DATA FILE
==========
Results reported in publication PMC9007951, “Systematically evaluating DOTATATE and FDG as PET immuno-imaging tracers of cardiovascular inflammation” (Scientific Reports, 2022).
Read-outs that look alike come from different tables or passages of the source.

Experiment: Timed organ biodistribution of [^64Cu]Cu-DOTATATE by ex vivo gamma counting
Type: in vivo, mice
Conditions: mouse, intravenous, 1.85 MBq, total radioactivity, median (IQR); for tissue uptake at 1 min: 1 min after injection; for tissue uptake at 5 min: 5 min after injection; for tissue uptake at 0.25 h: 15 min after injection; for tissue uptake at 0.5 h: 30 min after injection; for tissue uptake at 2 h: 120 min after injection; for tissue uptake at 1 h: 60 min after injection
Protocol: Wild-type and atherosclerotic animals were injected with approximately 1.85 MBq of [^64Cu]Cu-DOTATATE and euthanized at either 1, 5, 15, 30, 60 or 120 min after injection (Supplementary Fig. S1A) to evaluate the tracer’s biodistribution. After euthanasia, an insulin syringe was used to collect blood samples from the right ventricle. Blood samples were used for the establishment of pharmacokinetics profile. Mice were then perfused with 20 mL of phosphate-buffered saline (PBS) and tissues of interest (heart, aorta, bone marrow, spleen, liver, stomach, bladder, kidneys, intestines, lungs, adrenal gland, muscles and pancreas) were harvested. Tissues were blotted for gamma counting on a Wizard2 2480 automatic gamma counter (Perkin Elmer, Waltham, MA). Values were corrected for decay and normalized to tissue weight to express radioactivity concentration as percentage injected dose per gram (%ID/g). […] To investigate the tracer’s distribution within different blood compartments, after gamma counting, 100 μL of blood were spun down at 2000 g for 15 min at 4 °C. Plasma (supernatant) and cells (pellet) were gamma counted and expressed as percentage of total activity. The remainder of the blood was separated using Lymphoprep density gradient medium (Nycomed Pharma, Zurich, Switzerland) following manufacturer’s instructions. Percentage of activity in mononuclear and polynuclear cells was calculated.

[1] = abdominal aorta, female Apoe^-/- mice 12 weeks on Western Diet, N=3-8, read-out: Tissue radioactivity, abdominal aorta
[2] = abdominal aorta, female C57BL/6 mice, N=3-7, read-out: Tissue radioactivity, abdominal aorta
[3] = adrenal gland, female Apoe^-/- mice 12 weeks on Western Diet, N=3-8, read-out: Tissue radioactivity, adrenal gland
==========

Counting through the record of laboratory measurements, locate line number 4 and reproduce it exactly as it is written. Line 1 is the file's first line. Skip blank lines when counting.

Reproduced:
Type: in vivo, mice